In 1997, the Centre for Public Integrity in Washington D.C. founded the International Consortium of Investigative Journalists. The group was designed to be a cross border investigative outfit “focusing on issues that do not stop at national frontiers.” Campbell was a founder member.
One of the ICIJ’s first major projects was 'Big Tobacco Smuggling' - an investigation into how British American Tobacco [BAT], and others, appeared to be complicit and profiting from the smuggling of cigarettes. In 2000, he produced a report (‘Planning, organisation and management of cigarette smuggling by British American Tobacco plc, and related issues') and gave evidence to the House of Commons on how smuggling was organised.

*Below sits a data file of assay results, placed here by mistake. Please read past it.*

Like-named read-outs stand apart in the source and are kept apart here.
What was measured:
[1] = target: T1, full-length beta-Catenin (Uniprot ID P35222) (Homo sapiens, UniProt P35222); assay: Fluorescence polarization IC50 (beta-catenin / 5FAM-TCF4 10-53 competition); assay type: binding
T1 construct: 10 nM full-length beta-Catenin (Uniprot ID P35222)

In 2002, he joined another investigation. This time the topic was war. ‘Making a Killing: the business of war’ looked at our increasing use of private security firms and mercenaries and the how the multi-billion industry’s lobbying methods and lack of accountability.
In 2006, the ICIJ returned to the subject of illicit importing of cigarettes with 'Tobacco Underground.' This time the project had a wider scope, investigating how the trade funds terrorism, organised crime and the loss of tax revenue hurts developing economies.
In 2013, ICIJ began publishing the results of a 15 month investigation in to tax havens, called "Offshore Leaks,” at the time the largest ever journalism collaboration in history. It propelled the ICIJ to a wider audience. Duncan was the Data Journalism Manager for the project, handling and structuring the 260GB cache of data. He also published a series of stories for the Guardian, Sunday Times, Sydney Morning Herald and others. See Offshore Leaks page for more information.